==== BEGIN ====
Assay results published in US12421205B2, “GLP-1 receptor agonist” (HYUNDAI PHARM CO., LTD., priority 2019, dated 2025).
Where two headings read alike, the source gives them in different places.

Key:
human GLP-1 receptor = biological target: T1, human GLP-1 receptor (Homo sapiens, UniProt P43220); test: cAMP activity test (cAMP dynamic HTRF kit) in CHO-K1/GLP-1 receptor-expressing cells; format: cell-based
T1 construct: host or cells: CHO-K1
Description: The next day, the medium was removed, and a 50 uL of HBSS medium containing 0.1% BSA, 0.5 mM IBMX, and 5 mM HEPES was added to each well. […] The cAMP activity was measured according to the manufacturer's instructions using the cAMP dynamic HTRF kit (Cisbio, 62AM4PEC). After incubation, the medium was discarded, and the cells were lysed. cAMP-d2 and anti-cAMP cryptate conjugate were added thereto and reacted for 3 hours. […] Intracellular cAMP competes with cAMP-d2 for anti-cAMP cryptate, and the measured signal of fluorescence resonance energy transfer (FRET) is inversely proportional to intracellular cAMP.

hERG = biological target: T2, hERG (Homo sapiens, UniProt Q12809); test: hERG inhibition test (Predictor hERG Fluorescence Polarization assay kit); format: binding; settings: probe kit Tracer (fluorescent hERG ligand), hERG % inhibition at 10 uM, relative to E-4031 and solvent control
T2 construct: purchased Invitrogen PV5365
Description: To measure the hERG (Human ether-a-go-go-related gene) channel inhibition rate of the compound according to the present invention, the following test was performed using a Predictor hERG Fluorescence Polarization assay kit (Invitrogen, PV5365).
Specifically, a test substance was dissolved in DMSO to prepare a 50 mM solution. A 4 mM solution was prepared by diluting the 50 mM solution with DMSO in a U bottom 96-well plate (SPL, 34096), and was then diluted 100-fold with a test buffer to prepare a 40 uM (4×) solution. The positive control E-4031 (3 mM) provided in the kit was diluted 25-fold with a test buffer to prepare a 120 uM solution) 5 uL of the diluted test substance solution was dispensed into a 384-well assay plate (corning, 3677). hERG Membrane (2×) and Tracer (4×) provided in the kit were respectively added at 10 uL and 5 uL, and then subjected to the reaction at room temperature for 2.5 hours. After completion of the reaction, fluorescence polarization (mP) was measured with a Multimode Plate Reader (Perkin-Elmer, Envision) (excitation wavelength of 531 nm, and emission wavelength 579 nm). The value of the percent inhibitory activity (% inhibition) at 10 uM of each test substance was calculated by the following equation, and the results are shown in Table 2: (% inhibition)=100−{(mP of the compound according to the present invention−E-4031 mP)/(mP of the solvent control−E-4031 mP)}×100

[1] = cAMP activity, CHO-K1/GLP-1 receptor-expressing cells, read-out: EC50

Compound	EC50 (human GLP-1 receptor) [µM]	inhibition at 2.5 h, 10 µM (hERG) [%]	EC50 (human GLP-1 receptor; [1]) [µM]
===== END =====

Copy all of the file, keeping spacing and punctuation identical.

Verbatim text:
Assay results published in US12421205B2, “GLP-1 receptor agonist” (HYUNDAI PHARM CO., LTD., priority 2019, dated 2025).
Where two headings read alike, the source gives them in different places.

Key:
human GLP-1 receptor = biological target: T1, human GLP-1 receptor (Homo sapiens, UniProt P43220); test: cAMP activity test (cAMP dynamic HTRF kit) in CHO-K1/GLP-1 receptor-expressing cells; format: cell-based
T1 construct: host or cells: CHO-K1
Description: The next day, the medium was removed, and a 50 uL of HBSS medium containing 0.1% BSA, 0.5 mM IBMX, and 5 mM HEPES was added to each well. […] The cAMP activity was measured according to the manufacturer's instructions using the cAMP dynamic HTRF kit (Cisbio, 62AM4PEC). After incubation, the medium was discarded, and the cells were lysed. cAMP-d2 and anti-cAMP cryptate conjugate were added thereto and reacted for 3 hours. […] Intracellular cAMP competes with cAMP-d2 for anti-cAMP cryptate, and the measured signal of fluorescence resonance energy transfer (FRET) is inversely proportional to intracellular cAMP.

hERG = biological target: T2, hERG (Homo sapiens, UniProt Q12809); test: hERG inhibition test (Predictor hERG Fluorescence Polarization assay kit); format: binding; settings: probe kit Tracer (fluorescent hERG ligand), hERG % inhibition at 10 uM, relative to E-4031 and solvent control
T2 construct: purchased Invitrogen PV5365
Description: To measure the hERG (Human ether-a-go-go-related gene) channel inhibition rate of the compound according to the present invention, the following test was performed using a Predictor hERG Fluorescence Polarization assay kit (Invitrogen, PV5365).
Specifically, a test substance was dissolved in DMSO to prepare a 50 mM solution. A 4 mM solution was prepared by diluting the 50 mM solution with DMSO in a U bottom 96-well plate (SPL, 34096), and was then diluted 100-fold with a test buffer to prepare a 40 uM (4×) solution. The positive control E-4031 (3 mM) provided in the kit was diluted 25-fold with a test buffer to prepare a 120 uM solution) 5 uL of the diluted test substance solution was dispensed into a 384-well assay plate (corning, 3677). hERG Membrane (2×) and Tracer (4×) provided in the kit were respectively added at 10 uL and 5 uL, and then subjected to the reaction at room temperature for 2.5 hours. After completion of the reaction, fluorescence polarization (mP) was measured with a Multimode Plate Reader (Perkin-Elmer, Envision) (excitation wavelength of 531 nm, and emission wavelength 579 nm). The value of the percent inhibitory activity (% inhibition) at 10 uM of each test substance was calculated by the following equation, and the results are shown in Table 2: (% inhibition)=100−{(mP of the compound according to the present invention−E-4031 mP)/(mP of the solvent control−E-4031 mP)}×100

[1] = cAMP activity, CHO-K1/GLP-1 receptor-expressing cells, read-out: EC50

Compound	EC50 (human GLP-1 receptor) [µM]	inhibition at 2.5 h, 10 µM (hERG) [%]	EC50 (human GLP-1 receptor; [1]) [µM]